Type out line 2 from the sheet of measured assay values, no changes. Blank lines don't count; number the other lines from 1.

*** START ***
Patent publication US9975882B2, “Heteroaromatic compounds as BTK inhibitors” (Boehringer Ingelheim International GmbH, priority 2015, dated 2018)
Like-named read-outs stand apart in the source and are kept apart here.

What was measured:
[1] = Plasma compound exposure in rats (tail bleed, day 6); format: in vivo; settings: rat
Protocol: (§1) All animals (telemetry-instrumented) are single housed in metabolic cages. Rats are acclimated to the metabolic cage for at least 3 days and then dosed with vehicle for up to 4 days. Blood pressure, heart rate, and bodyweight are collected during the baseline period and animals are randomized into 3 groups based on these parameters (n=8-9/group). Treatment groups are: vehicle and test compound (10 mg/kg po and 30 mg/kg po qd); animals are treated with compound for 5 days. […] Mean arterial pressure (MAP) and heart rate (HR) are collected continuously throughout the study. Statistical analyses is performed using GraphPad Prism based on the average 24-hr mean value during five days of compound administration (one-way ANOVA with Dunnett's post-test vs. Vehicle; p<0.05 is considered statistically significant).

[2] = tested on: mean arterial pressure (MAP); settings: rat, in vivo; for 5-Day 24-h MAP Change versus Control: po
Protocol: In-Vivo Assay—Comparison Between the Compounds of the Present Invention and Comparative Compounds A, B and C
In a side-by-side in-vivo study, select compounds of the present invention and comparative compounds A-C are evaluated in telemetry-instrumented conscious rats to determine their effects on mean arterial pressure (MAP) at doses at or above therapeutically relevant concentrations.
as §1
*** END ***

Like-named read-outs stand apart in the source and are kept apart here.